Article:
Spielende Kinder im Park - Max Liebermann
Children playing in the park - M. Liebermann


At the beginning of the 20th century, a boy invites a girl to play children's games, games that make skirts flutter or bodies touch by chance, and allow for brief encounters in secret places. This is what Joan Salvat Papasseit explains in his poem Platxèria [Amusement]. Through his verses, we imagine the scene of a film, just as we imagine the boys' smile and his delicacy. It's a scene full of joy at living that makes us smile as well.

What games does Salvat Papasseit refer to? Some games go from generation to generation, and I think we've all played hide and seek. The second game is, if I'm not mistaken, what I know as “hot and cold”: an object is hidden, and a child must find it using clues like “freezing, cold, warm, hot…”.

I'm not entirely clear on the third game the poet mentions. I found two different explanations for the game: one, that a child has to act out a character with a mimic and the others have to guess who it is; the other, that the game is like “hot and cold,” but the object is hidden in a child's clothes (that means tickles!) This second option seems to fit better the poem. Dear Salvador Pila translated the poem into English, and I hope he knew which games are playing in the poem better than I do. Anyway, I think the main idea is clear.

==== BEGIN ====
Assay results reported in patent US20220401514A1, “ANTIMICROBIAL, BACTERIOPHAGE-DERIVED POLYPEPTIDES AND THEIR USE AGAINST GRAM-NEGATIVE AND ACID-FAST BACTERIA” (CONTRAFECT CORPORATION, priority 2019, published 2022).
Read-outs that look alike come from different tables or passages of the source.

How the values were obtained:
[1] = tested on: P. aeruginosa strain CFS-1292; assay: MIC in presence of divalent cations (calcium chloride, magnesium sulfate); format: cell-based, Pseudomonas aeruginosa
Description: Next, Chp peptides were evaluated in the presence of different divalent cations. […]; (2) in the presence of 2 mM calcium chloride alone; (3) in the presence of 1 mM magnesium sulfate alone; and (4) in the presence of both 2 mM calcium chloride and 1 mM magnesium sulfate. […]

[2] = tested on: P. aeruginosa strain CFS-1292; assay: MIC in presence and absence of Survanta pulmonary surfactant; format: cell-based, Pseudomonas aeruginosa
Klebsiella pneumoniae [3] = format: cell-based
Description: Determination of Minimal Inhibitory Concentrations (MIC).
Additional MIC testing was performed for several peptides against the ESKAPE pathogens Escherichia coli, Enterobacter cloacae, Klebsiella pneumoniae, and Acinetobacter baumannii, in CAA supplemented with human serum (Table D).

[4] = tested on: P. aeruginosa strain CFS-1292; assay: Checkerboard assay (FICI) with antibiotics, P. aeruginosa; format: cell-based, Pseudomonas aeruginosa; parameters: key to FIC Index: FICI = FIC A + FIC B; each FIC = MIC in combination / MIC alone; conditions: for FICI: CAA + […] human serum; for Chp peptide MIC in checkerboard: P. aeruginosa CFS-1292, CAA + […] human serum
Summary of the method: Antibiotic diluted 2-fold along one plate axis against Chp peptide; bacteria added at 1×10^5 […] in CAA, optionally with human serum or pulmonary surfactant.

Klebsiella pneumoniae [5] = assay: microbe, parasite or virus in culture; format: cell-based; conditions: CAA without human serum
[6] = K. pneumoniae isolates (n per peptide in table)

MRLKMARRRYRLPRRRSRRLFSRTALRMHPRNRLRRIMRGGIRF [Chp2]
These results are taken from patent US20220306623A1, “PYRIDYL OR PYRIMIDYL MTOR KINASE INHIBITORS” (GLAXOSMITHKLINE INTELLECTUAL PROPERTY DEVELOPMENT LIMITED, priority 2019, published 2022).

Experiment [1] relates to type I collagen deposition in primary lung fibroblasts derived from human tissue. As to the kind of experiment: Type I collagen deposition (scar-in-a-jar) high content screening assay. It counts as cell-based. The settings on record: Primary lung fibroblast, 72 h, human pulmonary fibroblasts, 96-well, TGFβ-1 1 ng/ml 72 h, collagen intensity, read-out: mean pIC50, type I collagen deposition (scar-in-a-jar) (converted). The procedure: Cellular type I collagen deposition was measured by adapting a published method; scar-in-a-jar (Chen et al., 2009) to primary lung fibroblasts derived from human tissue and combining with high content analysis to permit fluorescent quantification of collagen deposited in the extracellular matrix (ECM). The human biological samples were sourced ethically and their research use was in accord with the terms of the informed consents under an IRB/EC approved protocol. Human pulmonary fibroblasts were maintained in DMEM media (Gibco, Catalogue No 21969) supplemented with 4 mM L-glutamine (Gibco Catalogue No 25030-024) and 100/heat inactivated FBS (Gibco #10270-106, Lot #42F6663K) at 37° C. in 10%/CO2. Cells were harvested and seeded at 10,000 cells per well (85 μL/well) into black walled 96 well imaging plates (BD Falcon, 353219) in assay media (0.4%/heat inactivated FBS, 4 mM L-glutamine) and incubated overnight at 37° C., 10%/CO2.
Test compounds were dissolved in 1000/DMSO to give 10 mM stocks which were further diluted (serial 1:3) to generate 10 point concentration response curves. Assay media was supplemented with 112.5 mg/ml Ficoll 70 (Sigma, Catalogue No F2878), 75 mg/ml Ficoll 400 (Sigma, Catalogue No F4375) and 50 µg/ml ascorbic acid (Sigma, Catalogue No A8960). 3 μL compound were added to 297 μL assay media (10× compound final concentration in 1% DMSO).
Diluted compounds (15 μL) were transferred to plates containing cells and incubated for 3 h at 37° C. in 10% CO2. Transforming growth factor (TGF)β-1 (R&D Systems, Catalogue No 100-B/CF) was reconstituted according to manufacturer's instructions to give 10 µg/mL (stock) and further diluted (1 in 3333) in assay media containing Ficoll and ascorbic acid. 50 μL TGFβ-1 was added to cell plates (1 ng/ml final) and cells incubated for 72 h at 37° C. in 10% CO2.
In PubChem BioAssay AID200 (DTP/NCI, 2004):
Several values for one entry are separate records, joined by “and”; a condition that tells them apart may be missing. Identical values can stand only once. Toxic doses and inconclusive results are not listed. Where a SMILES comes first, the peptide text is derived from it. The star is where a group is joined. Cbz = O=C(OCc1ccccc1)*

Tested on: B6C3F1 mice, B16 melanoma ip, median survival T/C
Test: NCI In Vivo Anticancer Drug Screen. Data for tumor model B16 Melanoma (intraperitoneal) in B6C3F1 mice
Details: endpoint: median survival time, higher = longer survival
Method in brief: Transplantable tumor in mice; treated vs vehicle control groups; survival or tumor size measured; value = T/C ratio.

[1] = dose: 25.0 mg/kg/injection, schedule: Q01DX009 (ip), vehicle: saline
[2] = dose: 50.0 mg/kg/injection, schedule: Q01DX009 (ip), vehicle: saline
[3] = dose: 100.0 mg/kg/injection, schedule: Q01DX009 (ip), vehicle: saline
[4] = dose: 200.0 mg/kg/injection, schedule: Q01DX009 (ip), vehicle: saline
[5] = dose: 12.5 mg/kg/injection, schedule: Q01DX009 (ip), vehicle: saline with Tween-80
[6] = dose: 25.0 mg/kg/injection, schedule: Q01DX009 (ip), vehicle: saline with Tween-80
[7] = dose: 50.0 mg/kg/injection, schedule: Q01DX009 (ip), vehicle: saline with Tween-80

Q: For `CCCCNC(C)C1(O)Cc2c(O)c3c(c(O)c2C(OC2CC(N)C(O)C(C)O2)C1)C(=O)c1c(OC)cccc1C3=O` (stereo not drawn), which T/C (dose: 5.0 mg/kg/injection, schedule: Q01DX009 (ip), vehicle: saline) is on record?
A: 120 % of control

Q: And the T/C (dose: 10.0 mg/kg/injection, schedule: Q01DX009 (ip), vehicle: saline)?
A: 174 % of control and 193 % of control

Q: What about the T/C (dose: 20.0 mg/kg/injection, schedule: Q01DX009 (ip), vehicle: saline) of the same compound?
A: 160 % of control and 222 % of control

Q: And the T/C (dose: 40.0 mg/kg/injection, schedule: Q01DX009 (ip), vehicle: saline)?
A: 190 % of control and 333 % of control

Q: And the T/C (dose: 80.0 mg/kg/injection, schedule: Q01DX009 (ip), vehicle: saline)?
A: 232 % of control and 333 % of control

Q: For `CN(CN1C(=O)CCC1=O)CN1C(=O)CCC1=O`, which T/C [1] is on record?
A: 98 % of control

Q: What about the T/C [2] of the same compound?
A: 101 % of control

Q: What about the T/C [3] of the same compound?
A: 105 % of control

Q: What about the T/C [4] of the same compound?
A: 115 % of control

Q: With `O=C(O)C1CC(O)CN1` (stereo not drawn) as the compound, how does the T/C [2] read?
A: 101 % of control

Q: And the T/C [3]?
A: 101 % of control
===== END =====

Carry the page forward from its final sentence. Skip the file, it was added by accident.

Platxèria was published in the collection La gesta dels estels, in 1922, two years before the poet died at his thirty. Eduard Toldrà set it into music in 1927 (in 1936 he composed the cycle La rosa als llavis, with poems from the last collection of Salvat Papasseit, El poema de la rosa als llavis). We will listen to the orchestral version of Platxèria, with Montserrat Caballé. She's accompanied by the Orquestra de Cambra conducted by Rafael Ferrer.

This delightful song is being played at the first concert of the Schubertada with baritone Ferran Albrich and pianist Albert Guinovart. We begin with this article the series dedicated to this festival, and we focus this week on the first three song recitals: that of Albrich, Guinovart and Oriol Prat; that of Josep-Ramon Olivé and Victoria Guerrero, and that of Erika Baikoff and James Baillieu.

As usual, you will find after the text of our song a link to the songs from these three concerts that we have heard so far on Liederabend, in case you want to review them.


Dolça amigueta, juguem a fet
o a corretgeta, o a bell indret.

Dolça amigueta, no tinguis por:
ni he d’allunyar-me ni en cap racó
fer-te malícies, o bé el distret
si acàs et cremes o ets a l’indret
on he amagada la teva flor:
si tu ets manyaga jo seré bo.

Dolça amigueta tornem al joc,
la teva escala farà de toc.
Si tu m’atrapes no et besaré,
si jo t’atrapo perdonaré
que no m’estimis. Ja em somriuràs.

Si et cau la trena jo et faré el llaç.

Sweet little friend, let’s play hide-and-seek,
or rag-tag, or at forfeits.

Sweet little friend, don’t be afraid:
neither will I go away, nor, in any nook,
I will do wrong to you, or even be inattentive
in case you burn yourself, or you happen to be in the place
where I have hidden your flower;
if you are gentle, I will be good.

Sweet little friend, let’s play again;
your stairway will be the start.
If you catch me, I will not kiss you;
if I catch you, I will forgive you
for not loving me. You will smile to me later on.

If your braid drops, I will tie it up.

(translation by Salvador Pila)


Friday,  11 August & Saturday, 12 August: Ferran Albrich, Albert Guinovart and Oriol Prat

Sunday,  13 August: Inés García, Josep-Ramon Olivé i Victoria Guerrero

Wednesday,  16 August: Erika Baikoff i James Baillieu

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